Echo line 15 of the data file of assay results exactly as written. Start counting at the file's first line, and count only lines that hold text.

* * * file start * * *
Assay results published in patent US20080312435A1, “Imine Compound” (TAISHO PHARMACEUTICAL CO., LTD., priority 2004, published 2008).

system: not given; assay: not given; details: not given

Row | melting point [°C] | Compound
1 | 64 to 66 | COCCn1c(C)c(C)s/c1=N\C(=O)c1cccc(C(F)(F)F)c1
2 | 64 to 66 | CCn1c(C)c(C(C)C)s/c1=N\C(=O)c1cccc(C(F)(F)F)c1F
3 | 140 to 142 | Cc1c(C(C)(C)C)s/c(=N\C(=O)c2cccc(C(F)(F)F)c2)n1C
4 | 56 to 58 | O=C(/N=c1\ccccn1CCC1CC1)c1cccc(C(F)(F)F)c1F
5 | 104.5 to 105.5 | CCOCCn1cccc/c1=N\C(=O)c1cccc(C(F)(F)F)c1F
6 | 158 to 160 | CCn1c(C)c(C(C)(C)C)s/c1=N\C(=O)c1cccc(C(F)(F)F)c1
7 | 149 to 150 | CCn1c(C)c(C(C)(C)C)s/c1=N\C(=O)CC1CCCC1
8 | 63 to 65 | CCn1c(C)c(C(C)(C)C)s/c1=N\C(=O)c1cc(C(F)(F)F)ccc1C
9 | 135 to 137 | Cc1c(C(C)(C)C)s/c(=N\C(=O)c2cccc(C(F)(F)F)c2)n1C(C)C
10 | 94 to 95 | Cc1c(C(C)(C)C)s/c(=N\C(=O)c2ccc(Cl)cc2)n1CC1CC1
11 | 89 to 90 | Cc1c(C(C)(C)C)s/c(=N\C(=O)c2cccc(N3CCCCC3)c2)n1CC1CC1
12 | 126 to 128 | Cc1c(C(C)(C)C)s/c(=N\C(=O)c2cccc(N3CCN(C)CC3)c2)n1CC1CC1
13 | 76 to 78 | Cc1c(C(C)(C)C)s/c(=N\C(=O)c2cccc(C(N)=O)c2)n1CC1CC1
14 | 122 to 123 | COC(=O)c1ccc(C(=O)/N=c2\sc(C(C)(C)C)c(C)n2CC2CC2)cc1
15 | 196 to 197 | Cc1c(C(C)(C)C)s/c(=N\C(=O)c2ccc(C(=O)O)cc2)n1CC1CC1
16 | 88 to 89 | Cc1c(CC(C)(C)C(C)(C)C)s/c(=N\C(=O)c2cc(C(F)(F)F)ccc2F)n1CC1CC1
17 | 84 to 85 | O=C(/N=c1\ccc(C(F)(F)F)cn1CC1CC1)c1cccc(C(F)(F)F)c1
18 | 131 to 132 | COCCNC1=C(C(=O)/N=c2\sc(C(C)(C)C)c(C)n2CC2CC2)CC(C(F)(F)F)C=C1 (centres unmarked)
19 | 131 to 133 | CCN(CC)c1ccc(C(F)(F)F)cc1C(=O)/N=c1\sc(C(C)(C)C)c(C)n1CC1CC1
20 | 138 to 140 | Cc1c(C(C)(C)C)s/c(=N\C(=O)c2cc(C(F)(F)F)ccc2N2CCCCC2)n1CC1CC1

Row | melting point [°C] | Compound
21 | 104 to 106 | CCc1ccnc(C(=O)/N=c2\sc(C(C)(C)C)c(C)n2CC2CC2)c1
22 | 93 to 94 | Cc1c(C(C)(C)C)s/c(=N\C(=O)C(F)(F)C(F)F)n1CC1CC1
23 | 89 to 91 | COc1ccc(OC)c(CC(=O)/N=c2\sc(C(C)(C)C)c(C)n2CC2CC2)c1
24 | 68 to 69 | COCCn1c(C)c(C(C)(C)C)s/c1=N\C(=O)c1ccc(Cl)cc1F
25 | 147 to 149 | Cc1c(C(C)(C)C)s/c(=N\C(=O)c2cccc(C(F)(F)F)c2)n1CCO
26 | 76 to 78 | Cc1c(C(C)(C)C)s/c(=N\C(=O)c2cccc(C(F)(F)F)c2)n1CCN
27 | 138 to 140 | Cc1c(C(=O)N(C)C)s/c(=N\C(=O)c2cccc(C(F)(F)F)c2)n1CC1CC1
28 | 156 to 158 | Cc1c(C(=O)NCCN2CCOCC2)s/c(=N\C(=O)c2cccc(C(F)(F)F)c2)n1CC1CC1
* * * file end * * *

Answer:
12 | 126 to 128 | Cc1c(C(C)(C)C)s/c(=N\C(=O)c2cccc(N3CCN(C)CC3)c2)n1CC1CC1